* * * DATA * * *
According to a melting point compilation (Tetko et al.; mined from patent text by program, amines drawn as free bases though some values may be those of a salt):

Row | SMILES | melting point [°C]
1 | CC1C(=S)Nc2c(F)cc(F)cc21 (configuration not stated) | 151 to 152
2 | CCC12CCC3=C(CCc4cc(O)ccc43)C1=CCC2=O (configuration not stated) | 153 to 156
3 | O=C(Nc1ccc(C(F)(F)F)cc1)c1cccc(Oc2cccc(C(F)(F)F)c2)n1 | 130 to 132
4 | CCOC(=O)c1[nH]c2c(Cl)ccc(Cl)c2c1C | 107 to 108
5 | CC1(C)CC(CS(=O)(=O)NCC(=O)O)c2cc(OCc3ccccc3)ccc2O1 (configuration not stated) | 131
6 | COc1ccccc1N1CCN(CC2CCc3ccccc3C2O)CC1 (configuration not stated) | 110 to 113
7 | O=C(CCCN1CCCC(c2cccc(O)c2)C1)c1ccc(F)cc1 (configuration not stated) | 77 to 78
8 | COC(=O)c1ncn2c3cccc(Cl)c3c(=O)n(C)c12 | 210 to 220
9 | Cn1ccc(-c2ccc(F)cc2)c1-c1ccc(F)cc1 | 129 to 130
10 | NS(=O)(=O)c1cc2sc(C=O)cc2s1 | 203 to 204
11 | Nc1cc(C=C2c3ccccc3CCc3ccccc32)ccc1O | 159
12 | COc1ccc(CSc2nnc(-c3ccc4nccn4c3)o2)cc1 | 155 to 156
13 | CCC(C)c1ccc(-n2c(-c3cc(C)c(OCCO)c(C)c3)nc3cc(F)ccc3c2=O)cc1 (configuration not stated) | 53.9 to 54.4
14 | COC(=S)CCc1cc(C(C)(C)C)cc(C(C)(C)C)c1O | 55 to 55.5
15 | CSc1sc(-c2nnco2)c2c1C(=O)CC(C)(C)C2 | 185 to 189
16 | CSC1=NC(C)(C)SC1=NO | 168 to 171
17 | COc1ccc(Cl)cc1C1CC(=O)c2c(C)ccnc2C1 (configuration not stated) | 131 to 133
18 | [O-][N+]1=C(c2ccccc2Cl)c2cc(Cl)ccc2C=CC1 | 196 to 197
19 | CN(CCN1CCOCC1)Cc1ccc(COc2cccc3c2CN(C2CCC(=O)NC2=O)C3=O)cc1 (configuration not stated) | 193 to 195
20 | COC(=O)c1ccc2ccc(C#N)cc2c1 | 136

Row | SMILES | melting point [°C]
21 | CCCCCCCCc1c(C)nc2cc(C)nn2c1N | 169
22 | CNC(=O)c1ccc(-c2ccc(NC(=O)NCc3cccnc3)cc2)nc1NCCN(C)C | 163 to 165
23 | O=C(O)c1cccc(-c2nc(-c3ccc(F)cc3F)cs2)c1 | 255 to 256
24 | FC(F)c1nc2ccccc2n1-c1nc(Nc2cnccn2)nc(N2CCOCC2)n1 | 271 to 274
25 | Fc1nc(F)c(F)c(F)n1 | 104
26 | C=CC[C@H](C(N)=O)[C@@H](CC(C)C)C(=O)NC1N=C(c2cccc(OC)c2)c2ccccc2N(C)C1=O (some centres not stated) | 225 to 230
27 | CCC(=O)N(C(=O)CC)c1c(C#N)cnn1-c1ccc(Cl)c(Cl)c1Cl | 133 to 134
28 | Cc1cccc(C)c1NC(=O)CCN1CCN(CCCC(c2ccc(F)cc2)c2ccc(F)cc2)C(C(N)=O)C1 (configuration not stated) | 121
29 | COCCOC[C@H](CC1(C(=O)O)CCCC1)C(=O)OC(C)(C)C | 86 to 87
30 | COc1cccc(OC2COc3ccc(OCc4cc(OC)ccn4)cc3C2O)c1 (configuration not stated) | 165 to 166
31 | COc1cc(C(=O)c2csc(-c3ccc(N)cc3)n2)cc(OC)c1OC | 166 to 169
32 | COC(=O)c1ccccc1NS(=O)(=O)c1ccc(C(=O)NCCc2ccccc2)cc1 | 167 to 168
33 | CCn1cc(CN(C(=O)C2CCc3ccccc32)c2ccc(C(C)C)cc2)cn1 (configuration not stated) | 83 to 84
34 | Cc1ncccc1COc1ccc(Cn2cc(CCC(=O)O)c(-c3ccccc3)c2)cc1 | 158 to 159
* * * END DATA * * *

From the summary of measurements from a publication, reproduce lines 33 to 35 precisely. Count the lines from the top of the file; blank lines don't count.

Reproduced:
30 | COc1cccc(OC2COc3ccc(OCc4cc(OC)ccn4)cc3C2O)c1 (configuration not stated) | 165 to 166
31 | COc1cc(C(=O)c2csc(-c3ccc(N)cc3)n2)cc(OC)c1OC | 166 to 169
32 | COC(=O)c1ccccc1NS(=O)(=O)c1ccc(C(=O)NCCc2ccccc2)cc1 | 167 to 168